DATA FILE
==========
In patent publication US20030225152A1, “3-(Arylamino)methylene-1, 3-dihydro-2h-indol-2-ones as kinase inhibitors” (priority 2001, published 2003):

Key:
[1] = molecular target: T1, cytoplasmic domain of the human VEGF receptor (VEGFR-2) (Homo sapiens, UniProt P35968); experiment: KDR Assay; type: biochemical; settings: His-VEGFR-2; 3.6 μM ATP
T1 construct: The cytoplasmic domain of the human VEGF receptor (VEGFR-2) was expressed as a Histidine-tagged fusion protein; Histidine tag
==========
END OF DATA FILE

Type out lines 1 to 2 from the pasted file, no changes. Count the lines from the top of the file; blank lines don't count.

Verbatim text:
In patent publication US20030225152A1, “3-(Arylamino)methylene-1, 3-dihydro-2h-indol-2-ones as kinase inhibitors” (priority 2001, published 2003):

Key: